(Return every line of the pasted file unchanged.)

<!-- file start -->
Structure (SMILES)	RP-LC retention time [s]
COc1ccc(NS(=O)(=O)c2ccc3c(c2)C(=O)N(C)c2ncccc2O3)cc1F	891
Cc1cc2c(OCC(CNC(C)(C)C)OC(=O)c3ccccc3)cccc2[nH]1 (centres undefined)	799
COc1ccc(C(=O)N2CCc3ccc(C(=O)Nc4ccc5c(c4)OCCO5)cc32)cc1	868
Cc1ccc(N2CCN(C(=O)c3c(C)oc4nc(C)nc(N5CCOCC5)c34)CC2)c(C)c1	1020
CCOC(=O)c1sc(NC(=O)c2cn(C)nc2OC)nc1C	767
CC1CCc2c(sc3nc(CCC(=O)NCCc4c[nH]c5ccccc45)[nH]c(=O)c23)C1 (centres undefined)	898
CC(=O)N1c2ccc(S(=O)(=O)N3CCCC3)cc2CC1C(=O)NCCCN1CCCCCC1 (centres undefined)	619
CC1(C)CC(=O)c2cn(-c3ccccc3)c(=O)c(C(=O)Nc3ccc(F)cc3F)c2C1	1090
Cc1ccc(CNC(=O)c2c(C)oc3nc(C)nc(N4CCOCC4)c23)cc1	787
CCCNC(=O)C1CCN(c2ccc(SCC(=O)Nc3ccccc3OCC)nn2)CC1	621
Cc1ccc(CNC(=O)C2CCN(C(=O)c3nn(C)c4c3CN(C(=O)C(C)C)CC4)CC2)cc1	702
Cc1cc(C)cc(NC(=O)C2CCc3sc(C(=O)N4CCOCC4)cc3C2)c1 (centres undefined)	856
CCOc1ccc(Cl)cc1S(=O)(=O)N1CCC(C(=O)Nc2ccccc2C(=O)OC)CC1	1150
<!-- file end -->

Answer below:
Structure (SMILES)	RP-LC retention time [s]
COc1ccc(NS(=O)(=O)c2ccc3c(c2)C(=O)N(C)c2ncccc2O3)cc1F	891
Cc1cc2c(OCC(CNC(C)(C)C)OC(=O)c3ccccc3)cccc2[nH]1 (centres undefined)	799
COc1ccc(C(=O)N2CCc3ccc(C(=O)Nc4ccc5c(c4)OCCO5)cc32)cc1	868
Cc1ccc(N2CCN(C(=O)c3c(C)oc4nc(C)nc(N5CCOCC5)c34)CC2)c(C)c1	1020
CCOC(=O)c1sc(NC(=O)c2cn(C)nc2OC)nc1C	767
CC1CCc2c(sc3nc(CCC(=O)NCCc4c[nH]c5ccccc45)[nH]c(=O)c23)C1 (centres undefined)	898
CC(=O)N1c2ccc(S(=O)(=O)N3CCCC3)cc2CC1C(=O)NCCCN1CCCCCC1 (centres undefined)	619
CC1(C)CC(=O)c2cn(-c3ccccc3)c(=O)c(C(=O)Nc3ccc(F)cc3F)c2C1	1090
Cc1ccc(CNC(=O)c2c(C)oc3nc(C)nc(N4CCOCC4)c23)cc1	787
CCCNC(=O)C1CCN(c2ccc(SCC(=O)Nc3ccccc3OCC)nn2)CC1	621
Cc1ccc(CNC(=O)C2CCN(C(=O)c3nn(C)c4c3CN(C(=O)C(C)C)CC4)CC2)cc1	702
Cc1cc(C)cc(NC(=O)C2CCc3sc(C(=O)N4CCOCC4)cc3C2)c1 (centres undefined)	856
CCOc1ccc(Cl)cc1S(=O)(=O)N1CCC(C(=O)Nc2ccccc2C(=O)OC)CC1	1150